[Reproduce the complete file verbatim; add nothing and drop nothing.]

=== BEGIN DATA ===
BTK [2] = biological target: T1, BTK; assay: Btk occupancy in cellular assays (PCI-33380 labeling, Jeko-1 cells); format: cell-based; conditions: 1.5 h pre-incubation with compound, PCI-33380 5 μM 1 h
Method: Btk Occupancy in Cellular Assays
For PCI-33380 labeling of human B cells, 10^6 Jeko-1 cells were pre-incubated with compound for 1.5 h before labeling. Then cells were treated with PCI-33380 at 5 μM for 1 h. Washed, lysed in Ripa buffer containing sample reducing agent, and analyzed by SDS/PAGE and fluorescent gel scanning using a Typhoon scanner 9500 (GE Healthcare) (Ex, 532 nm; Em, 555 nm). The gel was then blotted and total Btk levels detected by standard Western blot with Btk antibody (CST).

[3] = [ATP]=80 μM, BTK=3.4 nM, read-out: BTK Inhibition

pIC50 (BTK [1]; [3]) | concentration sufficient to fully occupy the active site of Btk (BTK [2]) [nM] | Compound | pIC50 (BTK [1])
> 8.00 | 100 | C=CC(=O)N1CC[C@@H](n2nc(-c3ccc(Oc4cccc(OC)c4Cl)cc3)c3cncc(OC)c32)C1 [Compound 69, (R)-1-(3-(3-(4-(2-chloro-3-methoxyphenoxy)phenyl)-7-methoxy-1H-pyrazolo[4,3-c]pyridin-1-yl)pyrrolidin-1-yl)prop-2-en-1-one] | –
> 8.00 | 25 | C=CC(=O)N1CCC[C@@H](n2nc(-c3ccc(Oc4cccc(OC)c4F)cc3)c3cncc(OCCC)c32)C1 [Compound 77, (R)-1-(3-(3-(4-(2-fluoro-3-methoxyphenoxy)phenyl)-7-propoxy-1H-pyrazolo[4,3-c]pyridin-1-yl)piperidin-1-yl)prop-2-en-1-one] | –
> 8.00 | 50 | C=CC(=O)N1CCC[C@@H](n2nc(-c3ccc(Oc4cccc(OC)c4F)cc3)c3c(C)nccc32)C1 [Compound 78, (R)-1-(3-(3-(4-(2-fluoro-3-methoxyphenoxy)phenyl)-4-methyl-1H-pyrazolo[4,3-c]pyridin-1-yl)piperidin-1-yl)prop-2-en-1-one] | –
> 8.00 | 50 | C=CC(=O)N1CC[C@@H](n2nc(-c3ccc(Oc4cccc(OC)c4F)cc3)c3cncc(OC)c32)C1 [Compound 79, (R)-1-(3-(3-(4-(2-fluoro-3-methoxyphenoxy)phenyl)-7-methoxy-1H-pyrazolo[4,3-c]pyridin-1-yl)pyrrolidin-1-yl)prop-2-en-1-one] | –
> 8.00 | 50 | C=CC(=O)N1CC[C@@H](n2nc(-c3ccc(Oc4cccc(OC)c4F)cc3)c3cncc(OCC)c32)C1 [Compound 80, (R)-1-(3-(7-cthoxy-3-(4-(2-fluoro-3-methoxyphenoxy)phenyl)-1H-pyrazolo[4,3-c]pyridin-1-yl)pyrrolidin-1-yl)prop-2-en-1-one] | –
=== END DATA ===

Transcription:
BTK [2] = biological target: T1, BTK; assay: Btk occupancy in cellular assays (PCI-33380 labeling, Jeko-1 cells); format: cell-based; conditions: 1.5 h pre-incubation with compound, PCI-33380 5 μM 1 h
Method: Btk Occupancy in Cellular Assays
For PCI-33380 labeling of human B cells, 10^6 Jeko-1 cells were pre-incubated with compound for 1.5 h before labeling. Then cells were treated with PCI-33380 at 5 μM for 1 h. Washed, lysed in Ripa buffer containing sample reducing agent, and analyzed by SDS/PAGE and fluorescent gel scanning using a Typhoon scanner 9500 (GE Healthcare) (Ex, 532 nm; Em, 555 nm). The gel was then blotted and total Btk levels detected by standard Western blot with Btk antibody (CST).

[3] = [ATP]=80 μM, BTK=3.4 nM, read-out: BTK Inhibition

pIC50 (BTK [1]; [3]) | concentration sufficient to fully occupy the active site of Btk (BTK [2]) [nM] | Compound | pIC50 (BTK [1])
> 8.00 | 100 | C=CC(=O)N1CC[C@@H](n2nc(-c3ccc(Oc4cccc(OC)c4Cl)cc3)c3cncc(OC)c32)C1 [Compound 69, (R)-1-(3-(3-(4-(2-chloro-3-methoxyphenoxy)phenyl)-7-methoxy-1H-pyrazolo[4,3-c]pyridin-1-yl)pyrrolidin-1-yl)prop-2-en-1-one] | –
> 8.00 | 25 | C=CC(=O)N1CCC[C@@H](n2nc(-c3ccc(Oc4cccc(OC)c4F)cc3)c3cncc(OCCC)c32)C1 [Compound 77, (R)-1-(3-(3-(4-(2-fluoro-3-methoxyphenoxy)phenyl)-7-propoxy-1H-pyrazolo[4,3-c]pyridin-1-yl)piperidin-1-yl)prop-2-en-1-one] | –
> 8.00 | 50 | C=CC(=O)N1CCC[C@@H](n2nc(-c3ccc(Oc4cccc(OC)c4F)cc3)c3c(C)nccc32)C1 [Compound 78, (R)-1-(3-(3-(4-(2-fluoro-3-methoxyphenoxy)phenyl)-4-methyl-1H-pyrazolo[4,3-c]pyridin-1-yl)piperidin-1-yl)prop-2-en-1-one] | –
> 8.00 | 50 | C=CC(=O)N1CC[C@@H](n2nc(-c3ccc(Oc4cccc(OC)c4F)cc3)c3cncc(OC)c32)C1 [Compound 79, (R)-1-(3-(3-(4-(2-fluoro-3-methoxyphenoxy)phenyl)-7-methoxy-1H-pyrazolo[4,3-c]pyridin-1-yl)pyrrolidin-1-yl)prop-2-en-1-one] | –
> 8.00 | 50 | C=CC(=O)N1CC[C@@H](n2nc(-c3ccc(Oc4cccc(OC)c4F)cc3)c3cncc(OCC)c32)C1 [Compound 80, (R)-1-(3-(7-cthoxy-3-(4-(2-fluoro-3-methoxyphenoxy)phenyl)-1H-pyrazolo[4,3-c]pyridin-1-yl)pyrrolidin-1-yl)prop-2-en-1-one] | –